wind rotates the windmill-like blades, which in turn rotate their attached shaft.
shaft operates a pump or a generator that produces electricity.
The energy characteristics of larger wind turbine farms are closer to the centralized energy sources.
Small WT(working as modules) can be combined with PV and battery systems to serve area of 25–100kW.
Low cost energy
No harmful emissions
Minimal land use
No fuel required
Variable power output due to the fluctuation in wind speed
Location limited
Bird mortality
Islanding is the situation in which a distribution system becomes electrically isolated from the remainder of the power system, yet continues to be energized by DG connected to it, known as micro-grid.
Current practice is that almost all utilities require DG to be disconnected from the grid as soon as possible in case of islanding.
Islanding can be intentional or non intentional.
no uniform national interconnection standards addressing safety, power quality and reliability for small distributed generation systems.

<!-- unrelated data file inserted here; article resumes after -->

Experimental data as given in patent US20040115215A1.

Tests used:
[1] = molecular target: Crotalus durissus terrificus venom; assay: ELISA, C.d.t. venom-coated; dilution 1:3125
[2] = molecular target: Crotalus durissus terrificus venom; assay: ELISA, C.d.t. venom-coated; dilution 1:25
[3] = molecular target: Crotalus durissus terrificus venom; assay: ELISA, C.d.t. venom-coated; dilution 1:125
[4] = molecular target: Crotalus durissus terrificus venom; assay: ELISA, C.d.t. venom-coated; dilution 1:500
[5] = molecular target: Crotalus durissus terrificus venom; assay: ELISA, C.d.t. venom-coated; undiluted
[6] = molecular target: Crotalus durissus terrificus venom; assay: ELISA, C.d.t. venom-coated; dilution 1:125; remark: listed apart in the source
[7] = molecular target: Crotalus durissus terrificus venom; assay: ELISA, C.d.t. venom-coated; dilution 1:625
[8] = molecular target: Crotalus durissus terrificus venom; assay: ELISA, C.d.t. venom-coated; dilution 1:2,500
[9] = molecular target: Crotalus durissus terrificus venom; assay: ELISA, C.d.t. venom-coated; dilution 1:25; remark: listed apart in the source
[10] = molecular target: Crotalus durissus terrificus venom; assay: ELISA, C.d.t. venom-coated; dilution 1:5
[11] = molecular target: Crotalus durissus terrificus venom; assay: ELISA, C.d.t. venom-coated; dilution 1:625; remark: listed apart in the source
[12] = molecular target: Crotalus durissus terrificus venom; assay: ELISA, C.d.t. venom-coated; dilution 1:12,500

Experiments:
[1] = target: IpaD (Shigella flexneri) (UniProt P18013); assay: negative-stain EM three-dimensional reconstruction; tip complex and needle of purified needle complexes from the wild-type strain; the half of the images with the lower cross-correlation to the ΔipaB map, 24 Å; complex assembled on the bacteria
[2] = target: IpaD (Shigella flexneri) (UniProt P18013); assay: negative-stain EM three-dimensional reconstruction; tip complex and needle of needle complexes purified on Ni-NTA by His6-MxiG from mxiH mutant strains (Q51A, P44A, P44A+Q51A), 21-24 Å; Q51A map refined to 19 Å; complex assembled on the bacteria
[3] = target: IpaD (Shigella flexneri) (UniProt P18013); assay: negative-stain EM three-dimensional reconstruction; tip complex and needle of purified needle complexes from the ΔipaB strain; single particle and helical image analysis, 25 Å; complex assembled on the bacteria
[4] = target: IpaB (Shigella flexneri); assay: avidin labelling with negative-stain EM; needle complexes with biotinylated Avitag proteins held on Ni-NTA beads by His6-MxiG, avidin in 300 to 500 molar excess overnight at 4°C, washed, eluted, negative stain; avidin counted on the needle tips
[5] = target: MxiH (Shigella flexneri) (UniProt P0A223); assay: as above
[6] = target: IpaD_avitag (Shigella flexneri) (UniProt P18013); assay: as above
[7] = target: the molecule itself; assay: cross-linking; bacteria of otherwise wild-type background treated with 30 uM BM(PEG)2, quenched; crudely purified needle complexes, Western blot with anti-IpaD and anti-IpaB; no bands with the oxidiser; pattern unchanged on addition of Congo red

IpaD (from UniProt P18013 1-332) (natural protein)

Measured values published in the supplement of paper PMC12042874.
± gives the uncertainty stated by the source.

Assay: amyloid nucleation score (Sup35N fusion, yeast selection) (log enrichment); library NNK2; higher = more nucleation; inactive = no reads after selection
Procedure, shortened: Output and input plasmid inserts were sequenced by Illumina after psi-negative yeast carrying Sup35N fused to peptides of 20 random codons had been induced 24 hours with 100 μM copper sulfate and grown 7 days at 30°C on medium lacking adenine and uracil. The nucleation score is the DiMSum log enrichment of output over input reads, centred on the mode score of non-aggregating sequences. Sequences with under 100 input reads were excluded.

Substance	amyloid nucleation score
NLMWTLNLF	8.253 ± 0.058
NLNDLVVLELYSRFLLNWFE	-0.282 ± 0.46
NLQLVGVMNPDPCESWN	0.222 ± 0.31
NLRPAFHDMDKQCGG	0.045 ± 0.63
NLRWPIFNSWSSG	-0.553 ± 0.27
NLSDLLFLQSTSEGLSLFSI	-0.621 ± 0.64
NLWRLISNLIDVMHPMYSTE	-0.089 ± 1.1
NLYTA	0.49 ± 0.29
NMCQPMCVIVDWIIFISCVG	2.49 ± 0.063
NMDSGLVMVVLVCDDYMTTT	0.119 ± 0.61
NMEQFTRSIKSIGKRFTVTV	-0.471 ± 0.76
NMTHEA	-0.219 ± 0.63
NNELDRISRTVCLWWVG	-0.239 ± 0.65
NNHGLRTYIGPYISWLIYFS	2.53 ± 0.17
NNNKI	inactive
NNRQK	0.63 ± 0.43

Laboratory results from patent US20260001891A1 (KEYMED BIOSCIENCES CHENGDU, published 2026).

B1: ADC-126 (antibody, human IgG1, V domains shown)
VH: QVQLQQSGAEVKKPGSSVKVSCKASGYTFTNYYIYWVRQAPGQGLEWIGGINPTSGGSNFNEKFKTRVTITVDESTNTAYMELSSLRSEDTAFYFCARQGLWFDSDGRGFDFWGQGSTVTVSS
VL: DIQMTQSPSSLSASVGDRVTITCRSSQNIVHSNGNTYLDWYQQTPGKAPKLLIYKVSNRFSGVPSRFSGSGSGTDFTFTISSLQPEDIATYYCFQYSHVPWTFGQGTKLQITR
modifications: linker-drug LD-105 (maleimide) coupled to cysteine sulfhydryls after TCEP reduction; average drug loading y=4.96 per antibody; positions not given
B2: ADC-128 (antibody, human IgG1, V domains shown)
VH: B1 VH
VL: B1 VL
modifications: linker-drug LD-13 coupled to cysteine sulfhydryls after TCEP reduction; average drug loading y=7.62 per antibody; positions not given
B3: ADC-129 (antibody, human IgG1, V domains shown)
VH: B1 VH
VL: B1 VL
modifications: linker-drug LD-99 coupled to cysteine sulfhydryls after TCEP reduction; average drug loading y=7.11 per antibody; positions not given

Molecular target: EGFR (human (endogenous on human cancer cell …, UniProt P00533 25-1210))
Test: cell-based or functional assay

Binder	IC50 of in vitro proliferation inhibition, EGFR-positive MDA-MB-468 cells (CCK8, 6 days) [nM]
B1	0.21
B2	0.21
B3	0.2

Interconnection may involve communication with several different organizations
The environmental regulations and permit process that have been developed for larger distributed generation project and implimentations make some DG project and implimentations uneconomical.
The promise of a future world dominated by rapid population growth and unparalleled energy demand presents many challenges to the global energy industry and indeed society as a whole. Increased electrification will be central to future world energy development. The distributed generation concept offers many advantages over established electricity generation infrastructures and will play a major role in the provision of world energy needs.
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to get information about the topic osmotic power generation full report,ppt and related topic refer the link bellow




praveen varghese
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11-02-2012, 08:22 AM

pls can u send me the full report of distributed generation to my mail
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to get information about the topic DISTRIBUTED GENERATION full report ,ppt and related topic refer the link bellow







seminar and presentationproject and implimentationsattachment.php?aid=16598


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04-09-2012, 01:17 PM


.pdf   DISTRIBUTED.pdf (Size: 614.55 KB / Downloads: 63)